In order to fight against the Black Legend that so persecutes the hHistory of Spain, there is a very useful weapon, and that is the study of the events that took place, and their subsequent analysis in order to arrive at a logical conclusion, within the parameters in which society lived from the 15th to the 17th centuries.
In order to carry out this scientific and investigative task, there is nothing better than to let the scholars of this subject speak, so that they can shed some light on so much darkness provided by the anti-Spanish propaganda and the historical enemies of the Spanish Empire and the Hispanic Monarchy.
One of the strong points of this Black Legend is the treatment of the indigenous people by the Spaniards. The Swedish historian Carl Grimberg (1875-1941) wrote:
“With all its faults, and there is no human enterprise that is without them, the conquest of America by the Spaniards constitutes one of the most gigantic epics in universal history. During the lifetime of three successive generations, the Spaniards discovered, explored, conquered and colonised the greatest empire the world has ever seen, performed prodigies of courage and endurance, and created a civilised society in the midst of a virgin wilderness.”
“Every impartial historian will recognise that the behaviour of the Spaniards towards the Indians cannot be compared to the systematic destruction of the Indians, to their total extinction in North America, by other colonisations.”
Furthermore, on the famous term “colonies”, to which they link the viceroyalties formed and organised by Spain, he clarified:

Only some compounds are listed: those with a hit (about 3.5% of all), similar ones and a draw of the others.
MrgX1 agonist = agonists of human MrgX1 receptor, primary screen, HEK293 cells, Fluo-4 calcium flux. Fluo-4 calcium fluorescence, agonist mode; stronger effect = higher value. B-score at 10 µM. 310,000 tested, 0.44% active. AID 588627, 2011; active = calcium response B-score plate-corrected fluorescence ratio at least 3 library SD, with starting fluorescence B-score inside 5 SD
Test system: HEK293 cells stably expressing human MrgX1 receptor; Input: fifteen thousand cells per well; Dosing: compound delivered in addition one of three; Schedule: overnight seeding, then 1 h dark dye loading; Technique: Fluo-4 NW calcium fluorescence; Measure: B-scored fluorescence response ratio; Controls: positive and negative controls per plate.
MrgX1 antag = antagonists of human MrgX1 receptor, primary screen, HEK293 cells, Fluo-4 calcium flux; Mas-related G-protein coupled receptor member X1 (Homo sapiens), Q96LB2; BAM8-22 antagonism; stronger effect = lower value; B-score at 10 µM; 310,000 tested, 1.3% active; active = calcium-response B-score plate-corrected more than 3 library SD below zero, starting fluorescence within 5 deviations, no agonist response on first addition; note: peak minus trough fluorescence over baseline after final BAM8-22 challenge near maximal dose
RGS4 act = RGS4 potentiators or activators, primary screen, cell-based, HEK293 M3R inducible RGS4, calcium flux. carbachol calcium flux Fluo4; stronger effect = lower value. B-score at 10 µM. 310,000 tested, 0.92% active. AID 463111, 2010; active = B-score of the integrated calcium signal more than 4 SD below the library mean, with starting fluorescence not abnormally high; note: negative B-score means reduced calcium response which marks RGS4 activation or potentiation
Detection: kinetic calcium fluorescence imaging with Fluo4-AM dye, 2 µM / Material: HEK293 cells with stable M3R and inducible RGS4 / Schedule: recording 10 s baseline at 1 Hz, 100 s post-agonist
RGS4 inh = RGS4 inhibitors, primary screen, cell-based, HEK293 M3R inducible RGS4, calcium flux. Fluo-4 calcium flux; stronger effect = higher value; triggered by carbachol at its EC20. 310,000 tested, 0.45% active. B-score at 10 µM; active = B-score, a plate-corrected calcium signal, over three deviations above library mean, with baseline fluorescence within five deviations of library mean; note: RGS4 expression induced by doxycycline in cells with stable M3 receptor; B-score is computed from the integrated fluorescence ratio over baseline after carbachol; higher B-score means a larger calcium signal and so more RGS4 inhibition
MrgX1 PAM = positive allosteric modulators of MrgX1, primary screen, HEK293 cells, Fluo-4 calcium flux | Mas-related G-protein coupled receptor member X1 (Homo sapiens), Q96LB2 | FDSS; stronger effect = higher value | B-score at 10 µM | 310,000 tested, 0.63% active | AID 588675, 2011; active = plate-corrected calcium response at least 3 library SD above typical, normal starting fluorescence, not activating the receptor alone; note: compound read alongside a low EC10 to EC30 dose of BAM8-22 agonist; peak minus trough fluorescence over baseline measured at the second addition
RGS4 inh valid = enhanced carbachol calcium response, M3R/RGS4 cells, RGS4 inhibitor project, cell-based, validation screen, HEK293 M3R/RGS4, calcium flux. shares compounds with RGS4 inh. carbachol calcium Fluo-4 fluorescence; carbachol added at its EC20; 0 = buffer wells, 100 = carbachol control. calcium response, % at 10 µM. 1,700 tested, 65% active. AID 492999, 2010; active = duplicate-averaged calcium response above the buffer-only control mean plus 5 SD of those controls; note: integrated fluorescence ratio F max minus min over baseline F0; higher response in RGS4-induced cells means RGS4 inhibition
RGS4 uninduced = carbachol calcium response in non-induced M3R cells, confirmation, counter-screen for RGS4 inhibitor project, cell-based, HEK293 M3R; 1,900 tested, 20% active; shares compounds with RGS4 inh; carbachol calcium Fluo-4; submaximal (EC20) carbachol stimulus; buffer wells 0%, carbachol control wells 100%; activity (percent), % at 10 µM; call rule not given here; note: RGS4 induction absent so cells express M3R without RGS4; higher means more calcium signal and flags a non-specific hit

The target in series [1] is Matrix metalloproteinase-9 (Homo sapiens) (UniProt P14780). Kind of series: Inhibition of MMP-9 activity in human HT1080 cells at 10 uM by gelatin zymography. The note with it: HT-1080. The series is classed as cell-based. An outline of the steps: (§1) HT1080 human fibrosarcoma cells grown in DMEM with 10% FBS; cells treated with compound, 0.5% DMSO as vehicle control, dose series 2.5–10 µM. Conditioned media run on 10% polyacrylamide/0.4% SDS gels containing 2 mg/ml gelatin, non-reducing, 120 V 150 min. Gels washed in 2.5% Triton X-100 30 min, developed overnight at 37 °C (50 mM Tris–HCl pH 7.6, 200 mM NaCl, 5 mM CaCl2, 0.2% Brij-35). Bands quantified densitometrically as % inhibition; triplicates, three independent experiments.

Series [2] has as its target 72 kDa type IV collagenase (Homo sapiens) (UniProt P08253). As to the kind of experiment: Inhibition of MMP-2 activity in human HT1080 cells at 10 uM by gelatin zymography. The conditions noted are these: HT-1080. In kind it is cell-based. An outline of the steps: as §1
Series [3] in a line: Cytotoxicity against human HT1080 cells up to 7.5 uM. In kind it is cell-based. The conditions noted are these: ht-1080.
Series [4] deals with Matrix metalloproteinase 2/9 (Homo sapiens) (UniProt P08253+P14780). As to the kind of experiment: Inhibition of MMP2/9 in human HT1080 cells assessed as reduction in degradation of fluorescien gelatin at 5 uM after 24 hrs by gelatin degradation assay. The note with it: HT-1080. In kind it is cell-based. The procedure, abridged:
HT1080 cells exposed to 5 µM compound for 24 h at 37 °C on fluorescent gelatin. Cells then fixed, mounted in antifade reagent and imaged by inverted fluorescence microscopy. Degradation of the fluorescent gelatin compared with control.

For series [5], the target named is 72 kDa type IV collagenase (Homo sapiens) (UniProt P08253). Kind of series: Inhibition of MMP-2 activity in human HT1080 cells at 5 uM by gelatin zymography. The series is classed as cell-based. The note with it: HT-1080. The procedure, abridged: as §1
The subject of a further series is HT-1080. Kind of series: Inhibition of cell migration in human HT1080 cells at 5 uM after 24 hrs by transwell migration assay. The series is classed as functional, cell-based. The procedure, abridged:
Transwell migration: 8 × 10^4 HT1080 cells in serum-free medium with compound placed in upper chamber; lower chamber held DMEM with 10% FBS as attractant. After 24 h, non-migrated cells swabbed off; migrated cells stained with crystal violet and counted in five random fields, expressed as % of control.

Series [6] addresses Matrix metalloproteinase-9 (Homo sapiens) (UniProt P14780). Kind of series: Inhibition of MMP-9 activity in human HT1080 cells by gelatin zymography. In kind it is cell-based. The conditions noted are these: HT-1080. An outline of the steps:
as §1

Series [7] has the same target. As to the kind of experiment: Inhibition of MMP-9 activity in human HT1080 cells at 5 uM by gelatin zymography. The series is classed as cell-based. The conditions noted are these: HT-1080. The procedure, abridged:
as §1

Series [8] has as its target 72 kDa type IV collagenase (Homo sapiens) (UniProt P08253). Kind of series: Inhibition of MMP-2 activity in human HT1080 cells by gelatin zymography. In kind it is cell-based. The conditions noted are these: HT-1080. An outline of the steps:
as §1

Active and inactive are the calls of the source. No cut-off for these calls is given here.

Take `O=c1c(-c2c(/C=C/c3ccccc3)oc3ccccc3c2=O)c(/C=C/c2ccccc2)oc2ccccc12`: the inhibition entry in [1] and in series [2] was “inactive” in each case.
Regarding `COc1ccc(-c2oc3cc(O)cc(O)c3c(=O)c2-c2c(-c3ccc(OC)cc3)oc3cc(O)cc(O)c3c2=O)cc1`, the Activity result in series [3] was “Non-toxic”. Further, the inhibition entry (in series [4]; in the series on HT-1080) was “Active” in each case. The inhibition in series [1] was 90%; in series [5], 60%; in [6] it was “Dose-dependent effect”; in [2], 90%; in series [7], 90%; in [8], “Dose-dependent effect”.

“The Spanish-American dominions can be considered ‘colonies’ only in the sense that ancient Rome gave to the word: that of the population coming from the metropolis, and thus, they were in fact true Spanish provinces or regions.”
Another who spoke on the subject of the Spanish conquest of the American continent, and more specifically on the later independence of the different Spanish regions, was Heraclio Bonilla (b. 1942), Peruvian historian and anthropologist, who said:
“For the indigenous population and for the black population, [the independence] was undoubtedly a day of mourning. The indigenous population effectively lost many mechanisms of protection that it had during the three long centuries of colonial domination, and it seems to me no coincidence that Agustín Agualongo and the Indian peasants of Pasto rose up against the patriot army.”
As a final example of how over the years the world, and especially Hispanic America, has been taught lies about the Spanish, we would like to highlight the opinion of another historian, this time an American, Philip Powell (1913-1987), who specialised in the viceregal history of Spain and the Southwest of the United States. In one of his numerous works on Spanish America, he referred to this part of history in the following terms:
“The vulgar and simplistic version of Spain’s reign in America as a time of tyranny and pillage, slavery, bleeding exploitation and obscurantism, is not in accord with the facts. Spanish rule throughout this period was generally more benign than most Spanish American governments have been since the separation from Spain. Had it not been so, Spanish rule would not have had such a long life.”